*Pattern Formation and Partial Differential Equations*

Universität Bonn

Institute for Applied Mathematics

**Abstract**: In this course, I will discuss three partial
differential
equations (PDE) that model pattern formation. Numerical simulations reveal
that solutions
of these deterministic equations have indeed stationary or self-similar
statistics,
which are independent of the system size and of the details of the initial
data.
We show how PDE methods can be used to understand some aspects of this
universal behavior.

The first PDE has the structure of a gradient flow
(a feature on which the analysis relies), the
second PDE has the structure of a *driven* gradient flow,
whereas the third PDE is half-way between a conservative
and a dissipative system.

**1. Bounds on the coarsening rate in spinodal decomposition**

The PDE -- the Cahn-Hilliard equation -- is given by

with periodic boundary conditions in the spatial domain . Here, denotes the (renormalized) volume fraction of a binary mixture, which is quenched (slightly) below the critical temperature and thus wants to segregate.

Numerical simulations reveal that for generic initial data (e. g. small amplitude white noise) after an initial layer, divides into a convoluted domain where and its complement where , separated by a characteristic interfacial layer of width . This domain configuration coarsens over time. More precisely, the average length scale of the domains behaves as . This is reflected by the fact that the average energy per volume, i. e. , behaves as .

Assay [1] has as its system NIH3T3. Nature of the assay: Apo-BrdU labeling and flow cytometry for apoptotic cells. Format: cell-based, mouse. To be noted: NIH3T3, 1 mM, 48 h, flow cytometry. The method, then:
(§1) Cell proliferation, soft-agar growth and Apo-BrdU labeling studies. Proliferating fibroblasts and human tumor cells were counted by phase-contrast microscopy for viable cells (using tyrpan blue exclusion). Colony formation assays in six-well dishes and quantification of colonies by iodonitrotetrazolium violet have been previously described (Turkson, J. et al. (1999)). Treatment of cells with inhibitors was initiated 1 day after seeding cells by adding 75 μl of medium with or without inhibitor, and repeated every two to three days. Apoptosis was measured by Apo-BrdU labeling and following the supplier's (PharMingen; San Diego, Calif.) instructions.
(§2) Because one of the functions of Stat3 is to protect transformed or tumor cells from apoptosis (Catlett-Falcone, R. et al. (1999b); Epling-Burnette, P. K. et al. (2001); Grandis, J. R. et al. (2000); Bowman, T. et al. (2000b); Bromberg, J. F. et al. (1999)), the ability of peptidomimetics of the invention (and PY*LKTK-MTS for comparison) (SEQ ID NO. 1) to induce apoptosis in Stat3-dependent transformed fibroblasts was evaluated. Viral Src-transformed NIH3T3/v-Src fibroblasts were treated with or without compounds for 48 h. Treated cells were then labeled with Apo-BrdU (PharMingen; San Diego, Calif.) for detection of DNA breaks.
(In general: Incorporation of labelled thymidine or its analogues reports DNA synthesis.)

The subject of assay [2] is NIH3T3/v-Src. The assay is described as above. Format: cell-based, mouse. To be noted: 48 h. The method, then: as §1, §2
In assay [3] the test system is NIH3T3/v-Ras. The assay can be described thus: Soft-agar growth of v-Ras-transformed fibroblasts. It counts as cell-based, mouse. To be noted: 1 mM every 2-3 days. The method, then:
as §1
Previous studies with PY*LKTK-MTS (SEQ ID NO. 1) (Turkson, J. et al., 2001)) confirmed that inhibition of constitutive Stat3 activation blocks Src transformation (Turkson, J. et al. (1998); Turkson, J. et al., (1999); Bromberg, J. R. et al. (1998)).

We shall prove that, in a time-averaged sense, . This is joint work with R. V. Kohn.

**2. Bounds on the Nusselt number in Rayleigh-Bénard convection**

The system of PDEs is given by an advection-diffusion equation for the temperature , and the Stokes equations with buoyancy for the fluid velocity , i. e.

in the 3-d spatial domain with periodic boundary conditions in the two horizontal dimensions. The PDE is complemented by inhomogeneous (and thus driving) Dirichlet boundary conditions at the top and bottom boundaries

Experiments and numerical simulations for show a chaotic velocity field , with regions of high temperature in form of mushrooms (plumes). This leads to a high upwards heat transport -- much higher than the one mediated by diffusion allone. This upwards heat flux is given by the Nusselt number . Experiments and asymptotic analysis suggest that .

With the help of the background field method, we will prove that indeed in (up to a logarithm). This is joint work with C. Doering and M. Reznikoff-Westdickenberg.

**3. Bounds on the average dissipation in the Kuramoto-Sivashinsky
equation**

The PDE -- the Kuramoto-Sivashinsky equation -- is given by

with periodic boundary conditions on . In one particular application, denotes the slope of a (one-dimensional) crystal surface. The Kuramoto-Sivashinsky equation describes the evolution of the crystal surface in the presence of slope selection, curvature regularization and strong deposition -- in a regime where there is no coarsening of facets. It can also be seen as a toy model for the energy transfer from large wave lengths to small wave lengths in the Navier Stokes equations.

For , numerical simulations reveal that the solutions have an average length scale of , and an average amplitude of and display spatio-temporal chaos.

We will argue that the average dissipation rate,
i. e.
,
is in (up to a logarithm). The argument relies on a new
observation
on the inhomogeneous inviscid Burger's equation